Question: In 1 John 5 16-17 it says, “If anyone sees his brother commit a sin that does not lead to death, he should pray and God will give him life.” Since the word “brother” is used I don’t believe it could mean blasphemy, but maybe apostasy. Could it be the word “brother” is not used as Christian brother but Jewish brother referring back to Hebrew 6:4-6 and thus it would be useless to pray about? 1 John 1:9 says if you confess sin God is faithful and just and will forgive us our sins and purify us from all unrighteousness. The only sin unforgivable is blasphemy. If it does refer to a Christian could it mean quenching the Spirit? Perhaps the death is physical death not spiritual death? Still I’m troubled that prayer couldn’t help. Or could it be John is saying we should not pray for the sin that leads to death to get an early exit out of this world, like Jonah?
Answer: Without a doubt this passage ranks as one of the most difficult in all of Scripture to interpret. So we must be cautious not to land too quickly on one side of the debate over this passage.
The passage follows a discussion in 5:13-15 of the confidence a believer may have in prayer when we pray according to God’s will. This passage then becomes a concrete example of when you may know a prayer is in God’s will or not. Here is the passage in full:
If you see any brother or sister commit a sin that does not lead to death, you should pray and God will give them life. I refer to those whose sin does not lead to death. There is a sin that leads to death. I am not saying that you should pray about that. All wrongdoing is sin, and there is sin that does not lead to death.
There are several issues to consider in interpreting the passage:
- What is the “death” and “life” John refers to here? Is it physical or eternal? As we look at evidence in the epistle as a whole, 3:14 is the one other place where death and life are contrasted this way and it is eternal life and death that seems to be in view there, but it uses the adjective “eternal” in that passage and that is not here in this passage. Strikingly, this exact phrase in 5:16 is found in John 11:4 where Jesus says Lazarus’ sickness will not lead to death. Did Jesus mean “physical” death? It could only mean physical death in the final outcome because Lazarus’ illness did initially lead to his physical death. It is equally possible, however, that Jesus was speaking of “eternal” death, indicating that Lazarus’ illness would not result in him spending eternity apart from God but rather with God in eternal life. After all, later Jesus says, “I am the resurrection and the life. The one who believes in me will live, even though they die” (11:25).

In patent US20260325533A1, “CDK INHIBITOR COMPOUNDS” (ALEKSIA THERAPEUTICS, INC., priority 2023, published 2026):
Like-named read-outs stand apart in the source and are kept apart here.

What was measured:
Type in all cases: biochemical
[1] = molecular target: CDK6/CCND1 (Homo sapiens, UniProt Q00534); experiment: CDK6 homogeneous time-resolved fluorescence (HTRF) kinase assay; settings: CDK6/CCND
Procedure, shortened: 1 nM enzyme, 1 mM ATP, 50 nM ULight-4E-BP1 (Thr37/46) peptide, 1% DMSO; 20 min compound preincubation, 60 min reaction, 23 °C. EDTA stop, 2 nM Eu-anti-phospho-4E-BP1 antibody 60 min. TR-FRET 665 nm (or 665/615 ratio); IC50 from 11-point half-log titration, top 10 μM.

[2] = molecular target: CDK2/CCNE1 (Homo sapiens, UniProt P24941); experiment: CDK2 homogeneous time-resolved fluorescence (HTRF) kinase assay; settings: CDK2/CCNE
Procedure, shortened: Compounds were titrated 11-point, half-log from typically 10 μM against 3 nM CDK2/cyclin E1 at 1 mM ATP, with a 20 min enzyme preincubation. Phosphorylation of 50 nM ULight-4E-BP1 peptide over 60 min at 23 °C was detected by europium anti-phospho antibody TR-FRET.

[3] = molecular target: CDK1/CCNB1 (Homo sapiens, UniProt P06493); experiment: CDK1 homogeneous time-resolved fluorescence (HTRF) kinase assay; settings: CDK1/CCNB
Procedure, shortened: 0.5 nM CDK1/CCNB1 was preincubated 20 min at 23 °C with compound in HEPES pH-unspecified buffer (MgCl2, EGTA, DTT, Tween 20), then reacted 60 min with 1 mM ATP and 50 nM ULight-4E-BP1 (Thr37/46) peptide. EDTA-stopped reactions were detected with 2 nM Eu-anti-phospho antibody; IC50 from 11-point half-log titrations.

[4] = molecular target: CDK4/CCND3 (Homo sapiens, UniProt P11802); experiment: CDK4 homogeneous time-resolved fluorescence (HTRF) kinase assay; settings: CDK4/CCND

- What does John mean by “will give them life”? If the brother or sister is committing a sin that does not lead to death, why would God need to give them life? What if the “brother or sister” in this passage was not a Christian, but only attached to the church as a seeker of faith in Christ? Then this statement about giving them life would make sense. This would be a promise that prayer for them would lead them to embrace the truth about Christ instead of the false teaching several in the congregation had adopted, the ones who left the congregation because of their new “faith” (2:19).
- Can “brother or sister” here refer to an unbeliever? 1 John 3:10,15 mentions those in the congregation who hate their brothers and sisters, who do not do what is right and who are thus children of the devil. But how could they be children of the devil and hate their “brothers and sisters”? They are not really brothers and sisters in the spiritual sense but have passed themselves off as such. Several of these mere “professors” of faith abandoned the church at Ephesus and followed the false teachers. But what if there were those who were persuaded by the false teachers and are struggling with their views, but who have not left the church and are seeking to love the brothers and sisters? They are not saved yet, but they are seeking the truth.
These considerations lead me to interpret John’s words here as referring to a situation in which unbelievers who have been a part of the church but who are caught up in the false teaching, are nonetheless not abandoning the church but are seeking to know what the truth is. Believers are wondering how to pray for them. John gives them confidence that these people, because they are not sinning a sin (apostasy from the faith) that leads to death, that is, because they are not denying the truth despite every opportunity to do so, will come to the faith as believers pray for them. God will “give them life.”
But there are those who have made it clear that they are embracing the sin that leads to death, apostasy from the truth about Jesus, and there is no confidence he can give the believers at Ephesus that they will repent and be saved. In essence these people have demonstrated a hardness of heart that incurs the judgment from God of never being able to respond to the gospel, like Jesus described in Matthew 12:31 or the author of Hebrews does in chapter 6.
An alternative view is that the sin unto death is some specific act that warrants God’s discipline resulting in physical death (as for example in the case of Moses, Numbers 20:12, and the Corinthians, 1 Corinthians 11:22,30). The problems with this view are that it does not fit with the general thrust of the letter overall, nor does it provide any clue as to what this particular sin might be.